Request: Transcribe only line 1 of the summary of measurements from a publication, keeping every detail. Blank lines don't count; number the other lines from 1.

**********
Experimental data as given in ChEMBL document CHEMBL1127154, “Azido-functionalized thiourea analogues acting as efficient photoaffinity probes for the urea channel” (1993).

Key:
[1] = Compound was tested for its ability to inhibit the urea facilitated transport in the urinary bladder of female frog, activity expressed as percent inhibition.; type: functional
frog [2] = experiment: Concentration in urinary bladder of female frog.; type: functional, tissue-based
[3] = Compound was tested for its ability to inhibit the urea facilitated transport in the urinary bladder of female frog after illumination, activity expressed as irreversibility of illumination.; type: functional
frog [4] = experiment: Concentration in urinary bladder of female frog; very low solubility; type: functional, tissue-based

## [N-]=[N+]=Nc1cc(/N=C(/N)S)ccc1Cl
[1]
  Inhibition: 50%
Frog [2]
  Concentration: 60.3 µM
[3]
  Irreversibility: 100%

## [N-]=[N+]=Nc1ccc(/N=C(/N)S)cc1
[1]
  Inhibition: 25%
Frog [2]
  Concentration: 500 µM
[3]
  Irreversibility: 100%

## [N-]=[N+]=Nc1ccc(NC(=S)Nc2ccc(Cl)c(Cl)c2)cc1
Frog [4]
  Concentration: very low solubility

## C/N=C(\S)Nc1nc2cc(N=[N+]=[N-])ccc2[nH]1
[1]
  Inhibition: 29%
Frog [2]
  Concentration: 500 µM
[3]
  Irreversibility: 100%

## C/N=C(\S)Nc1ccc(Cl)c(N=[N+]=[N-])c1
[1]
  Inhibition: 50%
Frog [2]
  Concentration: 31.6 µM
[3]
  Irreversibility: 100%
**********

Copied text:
Experimental data as given in ChEMBL document CHEMBL1127154, “Azido-functionalized thiourea analogues acting as efficient photoaffinity probes for the urea channel” (1993).